Our findings demonstrate that urban scaling is in large part a story about inequality in cities, implying that the causal processes underlying the heavier tails in larger cities must be considered in explanations of urban scaling. This result also shows that agglomeration effects benefit urban elites the most, with the majority of city dwellers partially excluded from the socio-economic benefits of growing cities.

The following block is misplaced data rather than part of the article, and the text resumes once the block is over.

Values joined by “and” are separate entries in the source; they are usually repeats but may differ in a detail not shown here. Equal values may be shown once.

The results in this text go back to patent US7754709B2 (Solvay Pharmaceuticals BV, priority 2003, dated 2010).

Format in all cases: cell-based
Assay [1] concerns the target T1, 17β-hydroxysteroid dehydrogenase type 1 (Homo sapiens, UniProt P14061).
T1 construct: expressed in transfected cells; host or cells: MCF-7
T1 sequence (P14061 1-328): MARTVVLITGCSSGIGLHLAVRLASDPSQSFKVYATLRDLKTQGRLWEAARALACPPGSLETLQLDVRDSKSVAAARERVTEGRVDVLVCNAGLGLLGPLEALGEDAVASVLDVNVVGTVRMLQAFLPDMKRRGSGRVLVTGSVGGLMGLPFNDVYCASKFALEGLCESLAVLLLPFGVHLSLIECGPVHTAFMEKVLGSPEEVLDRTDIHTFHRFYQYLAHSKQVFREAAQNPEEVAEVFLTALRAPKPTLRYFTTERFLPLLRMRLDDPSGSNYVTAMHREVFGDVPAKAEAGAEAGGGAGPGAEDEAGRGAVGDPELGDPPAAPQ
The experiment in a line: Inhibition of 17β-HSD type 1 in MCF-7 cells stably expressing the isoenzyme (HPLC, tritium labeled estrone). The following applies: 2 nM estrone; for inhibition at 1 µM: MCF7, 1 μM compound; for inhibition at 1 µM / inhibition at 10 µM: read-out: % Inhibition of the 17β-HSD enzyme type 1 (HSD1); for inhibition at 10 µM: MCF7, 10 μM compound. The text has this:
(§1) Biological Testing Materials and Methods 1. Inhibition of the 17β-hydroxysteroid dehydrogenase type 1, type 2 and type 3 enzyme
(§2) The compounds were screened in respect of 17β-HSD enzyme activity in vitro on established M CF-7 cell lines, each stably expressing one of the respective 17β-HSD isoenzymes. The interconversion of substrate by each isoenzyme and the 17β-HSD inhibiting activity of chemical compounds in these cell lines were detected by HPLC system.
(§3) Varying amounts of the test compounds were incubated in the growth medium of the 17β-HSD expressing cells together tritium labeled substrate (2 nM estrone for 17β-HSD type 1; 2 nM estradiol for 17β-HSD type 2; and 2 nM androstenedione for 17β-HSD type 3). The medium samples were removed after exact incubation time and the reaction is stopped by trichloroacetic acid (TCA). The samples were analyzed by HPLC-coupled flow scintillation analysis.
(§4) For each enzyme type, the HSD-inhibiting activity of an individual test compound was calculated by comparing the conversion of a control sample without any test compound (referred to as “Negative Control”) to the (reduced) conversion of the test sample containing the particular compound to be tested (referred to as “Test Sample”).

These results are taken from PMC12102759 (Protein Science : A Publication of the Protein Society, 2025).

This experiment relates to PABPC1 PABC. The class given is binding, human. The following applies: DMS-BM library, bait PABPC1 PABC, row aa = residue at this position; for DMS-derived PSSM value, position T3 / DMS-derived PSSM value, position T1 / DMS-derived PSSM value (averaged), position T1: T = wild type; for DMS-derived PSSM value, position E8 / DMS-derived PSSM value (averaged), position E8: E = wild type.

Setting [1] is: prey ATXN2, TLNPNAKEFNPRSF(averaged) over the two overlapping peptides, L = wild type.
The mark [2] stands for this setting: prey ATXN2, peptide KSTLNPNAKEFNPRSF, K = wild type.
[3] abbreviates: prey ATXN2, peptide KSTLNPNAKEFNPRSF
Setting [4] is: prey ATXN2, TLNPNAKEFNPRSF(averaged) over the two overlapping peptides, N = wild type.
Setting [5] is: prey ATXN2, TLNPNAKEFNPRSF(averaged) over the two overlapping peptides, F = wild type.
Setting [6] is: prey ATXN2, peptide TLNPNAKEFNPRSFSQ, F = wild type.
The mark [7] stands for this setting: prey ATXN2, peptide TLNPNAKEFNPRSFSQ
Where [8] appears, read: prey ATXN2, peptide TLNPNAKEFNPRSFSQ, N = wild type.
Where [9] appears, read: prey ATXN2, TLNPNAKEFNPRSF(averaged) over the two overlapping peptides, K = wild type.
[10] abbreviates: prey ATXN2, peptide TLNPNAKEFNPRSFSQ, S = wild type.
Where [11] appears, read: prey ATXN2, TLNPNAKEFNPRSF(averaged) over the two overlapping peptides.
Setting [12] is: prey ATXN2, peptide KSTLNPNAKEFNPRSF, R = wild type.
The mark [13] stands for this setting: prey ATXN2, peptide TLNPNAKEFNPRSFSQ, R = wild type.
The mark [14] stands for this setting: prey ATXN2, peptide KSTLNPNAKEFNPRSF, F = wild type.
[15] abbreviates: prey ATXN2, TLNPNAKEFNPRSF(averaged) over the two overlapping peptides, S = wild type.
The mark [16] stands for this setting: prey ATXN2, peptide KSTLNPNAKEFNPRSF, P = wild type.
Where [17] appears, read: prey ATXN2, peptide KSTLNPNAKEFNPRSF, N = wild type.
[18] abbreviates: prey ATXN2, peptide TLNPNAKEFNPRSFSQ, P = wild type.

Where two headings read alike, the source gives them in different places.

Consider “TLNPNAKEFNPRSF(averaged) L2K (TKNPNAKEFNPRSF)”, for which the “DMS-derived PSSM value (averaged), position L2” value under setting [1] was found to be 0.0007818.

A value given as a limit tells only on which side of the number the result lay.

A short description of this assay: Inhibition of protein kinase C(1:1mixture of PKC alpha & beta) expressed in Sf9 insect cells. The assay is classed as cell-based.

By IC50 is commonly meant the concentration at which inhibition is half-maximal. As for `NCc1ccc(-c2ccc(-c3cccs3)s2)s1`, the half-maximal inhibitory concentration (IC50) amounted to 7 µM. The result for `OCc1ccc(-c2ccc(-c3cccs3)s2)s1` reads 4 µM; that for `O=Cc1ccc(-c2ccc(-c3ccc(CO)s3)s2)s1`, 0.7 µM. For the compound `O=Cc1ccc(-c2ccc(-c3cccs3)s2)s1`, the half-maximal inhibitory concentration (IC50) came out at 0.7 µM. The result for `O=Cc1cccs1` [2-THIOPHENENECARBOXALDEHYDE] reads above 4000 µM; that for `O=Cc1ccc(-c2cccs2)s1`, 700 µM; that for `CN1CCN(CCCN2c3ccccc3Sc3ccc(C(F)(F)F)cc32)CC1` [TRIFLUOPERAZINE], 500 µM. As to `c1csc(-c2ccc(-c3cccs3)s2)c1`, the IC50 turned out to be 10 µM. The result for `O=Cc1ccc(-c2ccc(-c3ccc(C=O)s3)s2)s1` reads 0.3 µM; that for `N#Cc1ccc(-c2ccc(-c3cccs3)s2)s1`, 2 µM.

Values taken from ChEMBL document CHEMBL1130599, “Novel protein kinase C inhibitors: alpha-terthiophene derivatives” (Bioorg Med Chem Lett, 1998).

With more than 10 million monthly contributing users, Reddit is one of the largest and most influential social media platforms in the world. Understanding its dynamics at different scales is an important research challenge, not only in its own right but also in relation e.g. to the study of political polarization. Reddit has been steadily growing over the last few years, both in terms of content and userbase. For example: half of all threads and comments ever created date back to the last 2 years, despite Reddit being over 15 years old. I will therefore start by presenting a general overview of Reddit statistics, updating some figures from an earlier review work [1].Next, I will present some results on the modelling of discussions across various subreddits. It is known that the number of comments per thread Nc across the whole of Reddit follows approximately a power-law distribution [1]. We analysed the largest 500 subreddits in the years 2019-2022 using data from the Pushshift dataset [2] and we found that the distribution of Nc varies considerably across individual communities. In most subreddits Nc follows approximately a power-law distribution with an upper cut-off. Both the width and the exponent of the power-law window depend on the particular community. In other subreddits however a power-law fit appears inappropriate.In order to explain this variability we developed a preferential attachment model where the ability of a thread to attract comments is affected by its age and also by an intrinsic fitness. I will then conclude by discussing the phenomenology of the model, its limitations, and some possible extensions.[1] - Medvedev, A.N. et al. (2019) doi.org/10.1007/978-3-030-14683-2_9[2] - Baumgartner, J. et al. (2020) doi.org/10.1609/icwsm.v14i1.7347